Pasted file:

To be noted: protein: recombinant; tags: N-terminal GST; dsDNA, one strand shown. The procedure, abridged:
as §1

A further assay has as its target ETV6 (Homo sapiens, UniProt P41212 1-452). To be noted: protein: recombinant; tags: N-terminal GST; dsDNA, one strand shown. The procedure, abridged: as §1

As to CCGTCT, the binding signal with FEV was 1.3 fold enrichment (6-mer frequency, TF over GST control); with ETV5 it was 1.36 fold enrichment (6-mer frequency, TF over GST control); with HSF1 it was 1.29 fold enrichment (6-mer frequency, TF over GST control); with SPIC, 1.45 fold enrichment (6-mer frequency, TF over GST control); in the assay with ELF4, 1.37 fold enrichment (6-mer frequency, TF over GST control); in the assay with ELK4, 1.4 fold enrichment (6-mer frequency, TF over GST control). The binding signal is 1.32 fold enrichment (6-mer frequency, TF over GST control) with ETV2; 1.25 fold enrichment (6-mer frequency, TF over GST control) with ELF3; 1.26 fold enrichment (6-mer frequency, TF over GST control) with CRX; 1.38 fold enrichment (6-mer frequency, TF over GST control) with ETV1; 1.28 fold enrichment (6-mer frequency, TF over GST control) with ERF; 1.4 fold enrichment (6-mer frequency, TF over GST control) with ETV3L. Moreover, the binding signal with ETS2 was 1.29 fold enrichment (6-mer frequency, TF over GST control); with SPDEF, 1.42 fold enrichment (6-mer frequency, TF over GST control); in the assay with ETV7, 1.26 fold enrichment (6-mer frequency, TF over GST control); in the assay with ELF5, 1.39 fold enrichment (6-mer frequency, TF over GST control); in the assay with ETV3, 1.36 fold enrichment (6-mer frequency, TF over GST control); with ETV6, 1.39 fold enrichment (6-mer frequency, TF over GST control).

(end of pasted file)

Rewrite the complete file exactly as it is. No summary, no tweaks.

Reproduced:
To be noted: protein: recombinant; tags: N-terminal GST; dsDNA, one strand shown. The procedure, abridged:
as §1

A further assay has as its target ETV6 (Homo sapiens, UniProt P41212 1-452). To be noted: protein: recombinant; tags: N-terminal GST; dsDNA, one strand shown. The procedure, abridged: as §1

As to CCGTCT, the binding signal with FEV was 1.3 fold enrichment (6-mer frequency, TF over GST control); with ETV5 it was 1.36 fold enrichment (6-mer frequency, TF over GST control); with HSF1 it was 1.29 fold enrichment (6-mer frequency, TF over GST control); with SPIC, 1.45 fold enrichment (6-mer frequency, TF over GST control); in the assay with ELF4, 1.37 fold enrichment (6-mer frequency, TF over GST control); in the assay with ELK4, 1.4 fold enrichment (6-mer frequency, TF over GST control). The binding signal is 1.32 fold enrichment (6-mer frequency, TF over GST control) with ETV2; 1.25 fold enrichment (6-mer frequency, TF over GST control) with ELF3; 1.26 fold enrichment (6-mer frequency, TF over GST control) with CRX; 1.38 fold enrichment (6-mer frequency, TF over GST control) with ETV1; 1.28 fold enrichment (6-mer frequency, TF over GST control) with ERF; 1.4 fold enrichment (6-mer frequency, TF over GST control) with ETV3L. Moreover, the binding signal with ETS2 was 1.29 fold enrichment (6-mer frequency, TF over GST control); with SPDEF, 1.42 fold enrichment (6-mer frequency, TF over GST control); in the assay with ETV7, 1.26 fold enrichment (6-mer frequency, TF over GST control); in the assay with ELF5, 1.39 fold enrichment (6-mer frequency, TF over GST control); in the assay with ETV3, 1.36 fold enrichment (6-mer frequency, TF over GST control); with ETV6, 1.39 fold enrichment (6-mer frequency, TF over GST control).